Deposition of amyloid-β protein (Aβ) is a major pathological hallmark of Alzheimer's disease (AD). Aβ is generated from γ-secretase cleavage of amyloid precursor protein (APP). In addition to APP, γ-secretase also cleaves other type I integral membrane proteins, including the Notch receptor, a key molecule involved in embryonic development. To explore selective γ-secretase inhibitors, a combination of five methods was used to systematically determine these inhibitors' profiles on the γ-secretase cleavage of APP and Notch. When two potent γ-secretase inhibitors, compound E (cpd E) and DAPT, were used in a conventional in vitro γ-secretase activity assay, cpd E completely blocked Aβ generation from the cleavage of substrate APP C100, but only had a minor effect on Notch cleavage and NICD generation. Next, cpd E and DAPT were applied to HEK293 cells expressing a truncated Notch substrate NotchDeltaE. Both cpd E and DAPT were more potent in blocking Aβ generation than NICD generation. Third, a reporter construct was created that carried the NICD targeting promoter with three Su(H) binding sequences followed by the luciferase gene. We found that the inhibition of NICD generation by cpd E and DAPT was consistent with the reduced expression of luciferase gene driven by this Notch targeting promoter. Fourth, levels of "Notch-Aβ-like" (Nβ*) peptide derived from two previously reported chimeric APP with its transmembrane domain or the juxtamembrane portion replaced by the Notch sequence were quantified. Measurement of Nβ* peptides by ELISA confirmed that EC's of cpd E were much higher for Nβ* than Aβ. Finally, the expression levels of Notch target gene her6 in cpd E or DAPT-treated zebrafish were correlated with the degree of tail curvature due to defective somitogenesis, a well characterized Notch phenotype in zebrafish. Our ELISA-based quantification of Aβ and Nβ* in combination with the test in zebrafish provides a novel approach for efficient cell-based screening and in vivo validation of APP selective γ-secretase inhibitors.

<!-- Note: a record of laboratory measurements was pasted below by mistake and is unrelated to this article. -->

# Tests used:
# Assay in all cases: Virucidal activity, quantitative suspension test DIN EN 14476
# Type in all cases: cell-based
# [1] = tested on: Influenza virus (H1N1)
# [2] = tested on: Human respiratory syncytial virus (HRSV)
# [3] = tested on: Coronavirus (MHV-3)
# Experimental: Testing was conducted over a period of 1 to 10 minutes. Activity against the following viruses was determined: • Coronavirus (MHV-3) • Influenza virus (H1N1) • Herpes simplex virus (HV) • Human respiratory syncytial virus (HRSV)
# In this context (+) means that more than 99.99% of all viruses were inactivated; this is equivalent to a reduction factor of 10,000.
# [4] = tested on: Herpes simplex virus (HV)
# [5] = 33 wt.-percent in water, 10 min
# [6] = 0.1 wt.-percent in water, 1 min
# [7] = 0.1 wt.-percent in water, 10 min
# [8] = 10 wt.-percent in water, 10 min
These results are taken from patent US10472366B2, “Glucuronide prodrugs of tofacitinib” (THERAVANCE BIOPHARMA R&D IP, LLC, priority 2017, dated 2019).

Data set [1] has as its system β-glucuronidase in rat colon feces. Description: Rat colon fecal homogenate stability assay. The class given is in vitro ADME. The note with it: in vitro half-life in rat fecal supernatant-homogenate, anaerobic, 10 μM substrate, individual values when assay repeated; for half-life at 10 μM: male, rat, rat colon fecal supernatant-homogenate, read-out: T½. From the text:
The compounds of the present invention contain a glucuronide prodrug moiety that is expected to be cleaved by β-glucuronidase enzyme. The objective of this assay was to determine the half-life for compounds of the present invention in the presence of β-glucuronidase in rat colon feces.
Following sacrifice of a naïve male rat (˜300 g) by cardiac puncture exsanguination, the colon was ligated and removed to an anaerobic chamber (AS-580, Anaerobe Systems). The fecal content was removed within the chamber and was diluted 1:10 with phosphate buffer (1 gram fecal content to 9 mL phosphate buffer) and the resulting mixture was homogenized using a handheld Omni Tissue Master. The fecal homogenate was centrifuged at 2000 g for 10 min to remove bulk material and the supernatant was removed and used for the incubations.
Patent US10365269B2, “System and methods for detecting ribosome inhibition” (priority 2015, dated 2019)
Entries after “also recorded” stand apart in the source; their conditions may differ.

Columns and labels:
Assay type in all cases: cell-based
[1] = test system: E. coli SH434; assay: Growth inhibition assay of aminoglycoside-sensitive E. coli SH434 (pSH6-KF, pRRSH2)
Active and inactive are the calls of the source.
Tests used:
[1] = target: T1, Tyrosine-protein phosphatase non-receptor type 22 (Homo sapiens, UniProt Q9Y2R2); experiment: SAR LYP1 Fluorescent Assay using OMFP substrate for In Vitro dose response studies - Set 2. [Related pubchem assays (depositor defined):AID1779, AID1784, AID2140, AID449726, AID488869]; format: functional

ASJC Scopus subject areas
- Molecular Biology
- Cellular and Molecular Neuroscience